Green flood defence: EU project highlights importance of floodplains

Floods do not stop at borders. That is why, funded by the EU, an international research consortium with the cooperation of the KU Floodplain Institute Neuburg has investigated the potential of the renaturization of Danube floodplains in reducing the impact of extreme floods. Having examined five pilote regions, the researchers concluded that floodplains have a verifiable effect in capping flood peaks and shifting water runoff. All in all, 22 international partners from Germany, Austria, Bulgaria, Croatia, the Czech Republic, Hungary, Serbia, Slovakia and Slovenia cooperated in this project. As riparian states of the Danube, these countries form the river’s catchment area. The researchers recently presented their conclusions at an online conference.

“The project’s main aim was the improvement of the transnational water resources management and the prevention of floods - in combination with the creation and preservation of biodiversity in floodplains”, says Head of the Floodplain Institute, Prof. Dr. Bernd Cyffka. One reason for this is the fact that land use in recent decades has been characterized by a major transformation of wetlands ecosystems. Since 1970, 90 percent of the world's wetlands have disappeared and with them 84 percent of all vertebrate species. Along the Danube, 70 percent of the floodplain areas have been cut off from their river.

Prof. Dr. Bernd Cyffka, Head of the Floodplain Institute

The international orientation of the project in particular was intended to lay the foundations for increasing awareness in the bordering states for integrative water management through the restoration of river floodplains - and about a possible combination of grey (i.e. constructed) and green infrastructure. "We have amassed a lot of knowledge here at the Floodplain Institute, with which we would like to make a difference along and down the river," says Cyffka. At the same time, the project provided a forum for exchange with experts in the affected regions.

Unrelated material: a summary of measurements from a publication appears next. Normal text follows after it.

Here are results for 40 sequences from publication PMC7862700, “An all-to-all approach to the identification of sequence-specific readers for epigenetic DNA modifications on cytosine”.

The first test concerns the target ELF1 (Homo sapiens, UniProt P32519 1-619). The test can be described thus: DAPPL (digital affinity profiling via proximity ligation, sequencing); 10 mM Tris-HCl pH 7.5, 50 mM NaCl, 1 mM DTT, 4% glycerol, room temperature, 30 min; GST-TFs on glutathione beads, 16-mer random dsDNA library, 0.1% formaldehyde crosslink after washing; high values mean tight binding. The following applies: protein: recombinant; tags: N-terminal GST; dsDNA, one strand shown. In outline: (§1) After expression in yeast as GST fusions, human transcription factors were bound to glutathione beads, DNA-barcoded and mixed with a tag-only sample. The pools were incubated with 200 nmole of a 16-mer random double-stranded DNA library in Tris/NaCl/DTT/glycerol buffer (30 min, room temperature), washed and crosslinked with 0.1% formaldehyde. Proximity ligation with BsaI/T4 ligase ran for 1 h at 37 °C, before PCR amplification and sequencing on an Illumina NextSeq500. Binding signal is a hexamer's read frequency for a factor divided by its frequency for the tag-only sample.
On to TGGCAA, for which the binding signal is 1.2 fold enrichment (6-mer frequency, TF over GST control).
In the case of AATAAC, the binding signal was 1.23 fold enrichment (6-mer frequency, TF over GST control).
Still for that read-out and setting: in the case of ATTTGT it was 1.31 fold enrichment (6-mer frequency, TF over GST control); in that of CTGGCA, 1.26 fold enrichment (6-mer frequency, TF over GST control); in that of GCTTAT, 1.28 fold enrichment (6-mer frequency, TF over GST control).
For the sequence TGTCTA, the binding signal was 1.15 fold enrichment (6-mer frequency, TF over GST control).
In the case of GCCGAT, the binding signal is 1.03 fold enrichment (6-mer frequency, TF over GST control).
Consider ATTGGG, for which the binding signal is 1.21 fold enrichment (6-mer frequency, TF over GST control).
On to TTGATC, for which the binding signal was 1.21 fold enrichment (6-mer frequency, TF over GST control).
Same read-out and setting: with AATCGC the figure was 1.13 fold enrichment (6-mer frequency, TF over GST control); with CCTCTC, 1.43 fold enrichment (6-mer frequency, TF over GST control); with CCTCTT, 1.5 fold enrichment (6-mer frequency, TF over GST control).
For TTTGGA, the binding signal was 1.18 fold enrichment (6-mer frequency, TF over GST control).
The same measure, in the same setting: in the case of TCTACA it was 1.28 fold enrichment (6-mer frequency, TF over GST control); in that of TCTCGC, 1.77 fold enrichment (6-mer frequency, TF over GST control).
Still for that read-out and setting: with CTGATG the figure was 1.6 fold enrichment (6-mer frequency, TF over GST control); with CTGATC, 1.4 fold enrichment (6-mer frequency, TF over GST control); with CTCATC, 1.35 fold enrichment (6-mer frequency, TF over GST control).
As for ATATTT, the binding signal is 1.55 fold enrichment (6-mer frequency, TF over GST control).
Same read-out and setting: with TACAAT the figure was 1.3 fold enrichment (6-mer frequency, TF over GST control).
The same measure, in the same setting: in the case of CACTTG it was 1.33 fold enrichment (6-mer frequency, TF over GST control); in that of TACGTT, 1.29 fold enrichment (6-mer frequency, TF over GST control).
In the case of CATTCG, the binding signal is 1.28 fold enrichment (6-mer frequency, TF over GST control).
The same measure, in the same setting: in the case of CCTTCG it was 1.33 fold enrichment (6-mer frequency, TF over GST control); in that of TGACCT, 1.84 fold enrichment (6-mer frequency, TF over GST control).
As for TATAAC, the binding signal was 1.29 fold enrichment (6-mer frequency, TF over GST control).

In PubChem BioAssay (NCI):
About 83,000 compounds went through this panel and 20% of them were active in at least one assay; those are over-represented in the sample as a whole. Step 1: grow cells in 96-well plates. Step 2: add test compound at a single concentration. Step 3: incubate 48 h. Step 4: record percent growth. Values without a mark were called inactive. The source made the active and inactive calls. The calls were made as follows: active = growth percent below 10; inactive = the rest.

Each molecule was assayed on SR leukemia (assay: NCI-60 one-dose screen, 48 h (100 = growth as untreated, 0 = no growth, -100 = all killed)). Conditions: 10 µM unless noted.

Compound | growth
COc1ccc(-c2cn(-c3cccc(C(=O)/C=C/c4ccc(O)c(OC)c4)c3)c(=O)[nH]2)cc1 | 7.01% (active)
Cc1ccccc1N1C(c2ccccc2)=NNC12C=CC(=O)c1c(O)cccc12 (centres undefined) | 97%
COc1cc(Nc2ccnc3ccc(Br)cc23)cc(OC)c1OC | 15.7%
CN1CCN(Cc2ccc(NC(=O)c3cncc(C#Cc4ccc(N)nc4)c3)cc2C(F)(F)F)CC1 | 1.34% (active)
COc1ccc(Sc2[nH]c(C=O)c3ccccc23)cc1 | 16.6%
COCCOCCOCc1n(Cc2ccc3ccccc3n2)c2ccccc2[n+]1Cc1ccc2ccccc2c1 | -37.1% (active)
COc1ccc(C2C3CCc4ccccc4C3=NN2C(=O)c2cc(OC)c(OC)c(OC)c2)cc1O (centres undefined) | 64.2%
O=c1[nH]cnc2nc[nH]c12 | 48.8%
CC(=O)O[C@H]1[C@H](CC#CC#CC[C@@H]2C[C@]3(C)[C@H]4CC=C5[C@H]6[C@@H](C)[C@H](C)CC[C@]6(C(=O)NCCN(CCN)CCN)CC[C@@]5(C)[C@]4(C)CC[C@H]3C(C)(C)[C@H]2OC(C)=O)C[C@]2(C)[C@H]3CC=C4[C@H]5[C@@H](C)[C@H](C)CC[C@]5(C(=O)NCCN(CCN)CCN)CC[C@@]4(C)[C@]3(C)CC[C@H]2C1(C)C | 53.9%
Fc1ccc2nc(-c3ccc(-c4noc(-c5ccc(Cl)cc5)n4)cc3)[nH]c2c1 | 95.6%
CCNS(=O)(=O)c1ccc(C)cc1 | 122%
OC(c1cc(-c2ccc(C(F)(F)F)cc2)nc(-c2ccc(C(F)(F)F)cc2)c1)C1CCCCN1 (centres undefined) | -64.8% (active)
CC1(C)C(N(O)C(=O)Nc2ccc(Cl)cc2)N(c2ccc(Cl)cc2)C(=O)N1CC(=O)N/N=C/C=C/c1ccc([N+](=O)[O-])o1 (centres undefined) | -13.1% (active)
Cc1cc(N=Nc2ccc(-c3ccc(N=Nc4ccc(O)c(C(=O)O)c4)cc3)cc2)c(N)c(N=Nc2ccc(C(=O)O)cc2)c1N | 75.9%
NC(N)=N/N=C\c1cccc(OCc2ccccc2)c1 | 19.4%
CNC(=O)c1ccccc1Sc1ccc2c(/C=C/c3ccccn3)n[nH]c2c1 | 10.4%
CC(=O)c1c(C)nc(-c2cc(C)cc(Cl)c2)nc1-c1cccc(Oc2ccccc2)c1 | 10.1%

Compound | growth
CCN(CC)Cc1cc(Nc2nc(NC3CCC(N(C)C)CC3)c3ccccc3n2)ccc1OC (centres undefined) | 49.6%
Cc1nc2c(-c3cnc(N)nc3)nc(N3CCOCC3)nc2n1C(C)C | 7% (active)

The aim was to involve all the concerned parties, whose cooperation is instrumental in the planning and implementation of such projects. As with any renaturation project, the views of many individual interest groups have to be taken into account - such as neighboring communities, forest owners, fishery associations or agricultural businesses. The Floodplain Institute of the KU has conducted stakeholder analyses in order to estimate the so-called ecosystem services of floodplains. These are effects that floodplains can have on humans and nature – for example by serving as a habitat for plants and animals, as a recreational area, filter for pollutants or by preventing floods.

In five so-called pilot areas along the Danube and its tributaries (Hodonín-Holič/Czech Republic and Slovakia, Kostanjevica na Krki/Slovenia, Fokorúpuszta/Hungary, Begečka Jama/Serbia and Bistreţ/Romania), the project’s "Danube Floodplain Evaluation Tool" was tested and feasibility analyses were prepared, which also model water level forecasts.

The results show that increasing the floodplain area increases the water storage capacity while decreasing the water level during floods. Floodplain reconnection and reactivation can measurably affect flood peaks and can shift water runoff, which also has a mitigating effect during extreme floods. Restoration and cultivation measures should fit the unique characteristics of the pilot areas and the floodplain in question. Restored floodplains provide a broader range of ecosystem services not only to the public, but also to agriculture. "The Danube Floodplain Evaluation Tool and its findings were integrated into the third management plan for the Danube river area and the second flood risk management plan," adds Professor Cyffka. As a next step, further cooperation with land owners and land users is required in the pilot regions to initiate renaturation projects in a close exchange.

The detailed results of "Danube Floodplain" were published on the project website: